Stable isotope studies in seagrass beds have shown that food webs in these essential habitats are based mainly on algal rather than on seagrass carbon. Epiphytic algae have received the lion’s share of the attention but the trophic role of the understory sediment microalgae may be just as important. Furthermore, nutrient enrichment of coastal waters may result in replacement of seagrass beds by unvegetated sediments where all benthic production based on chlorophyll a would then be that of the sediment microalgae.
We therefore propose to determine the effects of nutrient enrichment on the trophic importance of sediment microalgae associated with seagrass beds. In Year 1, different spatial positions within and adjacent to beds of Halodule wrightii will be enriched with 14N-enriched fertilizer to simulate eutrophication and serve as a tracer of N (and organic matter) flow within the system.
The following responses of the sediment microalgae to nitrogen enrichment will be quantified: primary production rates (mg C m-2 h-1), HPLC photopigments (proxies for biomass), and the structure (species present and their relative abundances) of the sediment diatom assemblages. ð15N values of primary producers and consumers will be determined to trace the uptake of the added nitrogen and its movement through the food web.
The relative importance of epiphytic versus sediment microalgae will be quantified by examining the assemblage structure of diatoms present in the guts of selected consumers. P-I curves will be determined for the sediment microalgae within and adjacent to seagrass beds to develop a map of spatial and monthly changes in their primary production rates following a GPS survey of irradiance levels, as a preliminary step in placing their function in a landscape perspective.
In Year 2, the effects of grazers (density and size will be manipulated) and nutrient enrichment and their interactions on sediment microalgae utilization as a food source will be determined by a series of experiments involving the placement of exclosures and enclosures within H. wrightii beds.
At the end of each experiment photopigments and diatom assemblage structure will be determined, as well as ð15N values of surviving animals. The proposed research addresses a major priority of the MASGC Strategic Plan for 2000-2005, namely that of understanding impacts of eutrophication (N enrichment) on living marine resources (sediment microalgae and the animal species that consume them).
Results of this research will be published in peer-reviewed journals, presented at national meetings, and communicated to appropriate personnel of the Gulf Islands National Seashore for management purposes. Furthermore, the public will benefit through a better understanding of how unseen microscopic organisms (i.e. the sediment microalgae) have a major impact on coastal processes such as the production of the seafood they love so much. This will be accomplished through interactions of the PI with outreach specialists identified in the proposal narrative.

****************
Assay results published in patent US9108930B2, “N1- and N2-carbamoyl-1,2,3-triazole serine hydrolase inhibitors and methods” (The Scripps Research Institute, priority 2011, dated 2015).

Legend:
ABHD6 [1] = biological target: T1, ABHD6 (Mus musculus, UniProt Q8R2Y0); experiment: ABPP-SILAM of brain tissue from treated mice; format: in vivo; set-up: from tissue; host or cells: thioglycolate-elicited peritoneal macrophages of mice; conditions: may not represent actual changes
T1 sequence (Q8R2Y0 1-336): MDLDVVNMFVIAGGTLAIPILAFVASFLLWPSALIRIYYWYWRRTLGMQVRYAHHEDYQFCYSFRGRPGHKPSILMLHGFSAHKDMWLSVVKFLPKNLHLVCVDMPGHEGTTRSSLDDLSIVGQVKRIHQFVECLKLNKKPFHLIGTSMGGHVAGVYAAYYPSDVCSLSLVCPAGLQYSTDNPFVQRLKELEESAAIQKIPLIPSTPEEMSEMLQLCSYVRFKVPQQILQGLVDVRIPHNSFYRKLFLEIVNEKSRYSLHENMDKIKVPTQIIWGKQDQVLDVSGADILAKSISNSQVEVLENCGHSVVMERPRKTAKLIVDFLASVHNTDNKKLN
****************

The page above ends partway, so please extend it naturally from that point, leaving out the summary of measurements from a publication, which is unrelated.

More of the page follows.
- To determine the utilization of sediment microalgae within and adjacent to seagrass beds by different size classes of grazing animals
- To determine the interactions between grazer size and density and nutrient enrichment on utilization of sediment microalgae as a food source within seagrass beds.
Objective 1 will be accomplished by placing exclosures within and adjacent to Halodule wrightiibeds to exclude only macrograzers (larger mesh size) or both micro- and macrograzers (smaller mesh size). At the end of the experiment the biomass (HPLC photopigments) and the structure of the sediment diatom assemblages will be analyzed and compared to control plots. Objective 2 will be realized by placing enclosures with H. wrightii beds only and either no animals, micrograzers only, or macrograzers only will be added. For a given grazer density, half of the enclosures will be subjected to enrichment with a 14N-enriched fertilizer as in Year 1. At the end of the experiment photopigments and diatom assemblage structure will be determined, as well as δ 15N values of surviving animals. Appropriate statistical analyses will be run for both the exclosure and enclosure experiment series.
Stable isotope studies in seagrass beds have shown that food webs in these important fisheries habitats are based mainly on algal rather than on seagrass carbon. Epiphytic algae have received the lion’=s share of the attention but the trophic role of the sediment microalgae is unknown and may be just as important. Furthermore, as stated in the MASGC Strategic Plan, it is imperative to understand the impacts of eutrophication (nitrogen enrichment) on living marine resources (benthic microalgae and the animals that consume them) in coastal
ecosystems and habitats. In contrast to the parsimonious distribution of seagrass beds and their epiphytic algae, the sediment microalgae occupy vast areas of the benthic landscape on a global basis; thus, their potential as an organic matter source for coastal and nearshore fisheries may be enormous and this hypothesis urgently needs testing.